College life can be challenging, especially during that first year. There are so many changes that you have to deal with all at once, from the more extensive curriculum to the fact that you are living away from home for the first time and have to make so many decisions yourself. Here are 3 skills to master to help you have an easier first year in college.
This is hands-down the most important skills to master before you head off to college. You have classes, homework, and project assignments to keep track of and there’s no parent to remind you or make sure that you schedule some time to study for your upcoming exams. Keeping track of it all and making sure it all gets done on time is your responsibility. This is where your time-management skills will come into play.
You need to be able to fit in time for home-work, additional assignments, extracurricular activities, social life, and your part-time job while also making sure you are leaving enough time to get a good night’s sleep. Sacrificing your sleep to fit everything else into your 24 hour day is not good time management.
Don’t wait to get into college and then try and manage your time. Start working on your time management skills while you are in high school itself.
Money is going to be tight when you are in college. Learning how to manage your money is a crucial skill and one that will hold you in good stead long after you have graduated.
As with time-management, don’t wait till you get to college to learn how to manage your money. It’s never too early to start.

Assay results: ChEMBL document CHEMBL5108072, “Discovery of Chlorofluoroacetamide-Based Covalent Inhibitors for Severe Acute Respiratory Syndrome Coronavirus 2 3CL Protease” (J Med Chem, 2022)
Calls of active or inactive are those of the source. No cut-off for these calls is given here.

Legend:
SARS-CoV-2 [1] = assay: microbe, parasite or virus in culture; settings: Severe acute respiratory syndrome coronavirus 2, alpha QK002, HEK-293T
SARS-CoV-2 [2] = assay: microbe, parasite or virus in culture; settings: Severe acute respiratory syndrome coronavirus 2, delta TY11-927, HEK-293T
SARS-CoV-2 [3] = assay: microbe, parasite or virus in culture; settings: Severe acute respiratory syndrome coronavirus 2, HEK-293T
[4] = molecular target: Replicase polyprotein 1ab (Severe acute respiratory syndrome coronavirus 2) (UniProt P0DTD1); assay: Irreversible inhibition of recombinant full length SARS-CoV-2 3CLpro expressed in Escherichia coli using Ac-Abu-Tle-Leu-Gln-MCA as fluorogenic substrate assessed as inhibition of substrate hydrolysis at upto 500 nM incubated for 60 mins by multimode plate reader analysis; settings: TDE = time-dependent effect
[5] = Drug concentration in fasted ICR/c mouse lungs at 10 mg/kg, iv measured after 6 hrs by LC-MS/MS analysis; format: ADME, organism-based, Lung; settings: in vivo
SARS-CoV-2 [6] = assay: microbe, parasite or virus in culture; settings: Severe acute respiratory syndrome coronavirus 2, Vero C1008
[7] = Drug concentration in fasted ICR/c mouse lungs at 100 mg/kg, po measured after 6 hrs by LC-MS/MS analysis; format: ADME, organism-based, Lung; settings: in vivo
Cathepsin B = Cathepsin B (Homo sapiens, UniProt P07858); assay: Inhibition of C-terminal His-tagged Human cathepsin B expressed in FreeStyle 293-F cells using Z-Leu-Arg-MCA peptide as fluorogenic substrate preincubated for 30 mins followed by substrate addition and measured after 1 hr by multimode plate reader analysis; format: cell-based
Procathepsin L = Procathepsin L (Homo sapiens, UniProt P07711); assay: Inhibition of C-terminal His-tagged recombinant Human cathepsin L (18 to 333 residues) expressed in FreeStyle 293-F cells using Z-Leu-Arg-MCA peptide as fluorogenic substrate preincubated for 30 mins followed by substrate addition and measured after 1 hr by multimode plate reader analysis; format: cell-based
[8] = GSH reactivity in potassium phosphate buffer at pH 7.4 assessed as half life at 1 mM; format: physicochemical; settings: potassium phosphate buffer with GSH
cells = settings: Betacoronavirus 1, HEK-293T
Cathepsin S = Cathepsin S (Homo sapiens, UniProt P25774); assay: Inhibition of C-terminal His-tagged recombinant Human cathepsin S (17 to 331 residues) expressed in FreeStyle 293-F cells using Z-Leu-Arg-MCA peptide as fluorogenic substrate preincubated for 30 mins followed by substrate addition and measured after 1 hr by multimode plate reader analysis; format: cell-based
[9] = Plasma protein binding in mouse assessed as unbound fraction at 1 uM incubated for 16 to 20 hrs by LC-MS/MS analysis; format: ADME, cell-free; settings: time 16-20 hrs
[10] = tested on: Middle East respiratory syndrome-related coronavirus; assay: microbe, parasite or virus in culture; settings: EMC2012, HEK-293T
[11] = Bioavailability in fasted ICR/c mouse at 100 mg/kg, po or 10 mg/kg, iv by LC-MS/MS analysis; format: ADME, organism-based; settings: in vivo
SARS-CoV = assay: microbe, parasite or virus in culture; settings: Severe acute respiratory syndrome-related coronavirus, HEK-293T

When creating a budget, start by calculating your income and expenditure. Then make a list of essential expenses for the month. This could be your rent, groceries, cost of transportation and cost of maintaining your apartment among others. Make sure you set aside enough money to cover all of these costs. If you have any balance after you have paid off the essentials, you may consider spending on a special treat—maybe a dinner out or some other entertainment.
Better still, if you have any money left over after taking care of the essentials, you could put it towards paying back your student loans in order to reduce your overall debt when you graduate. That’s the best use you can make of any disposable income you have as a college student.
If you’ve never used the washing machine before, the time to learn how is before you go to college. Learn to separate lights and darks, how to determine the right amount of detergent for each load and how to take care of delicate clothing. Mom or dad may get it done at home but they won’t be there in college to remind you not to put your delicates in with your jeans and heavy jackets or not to put your red socks in with your white shirt.
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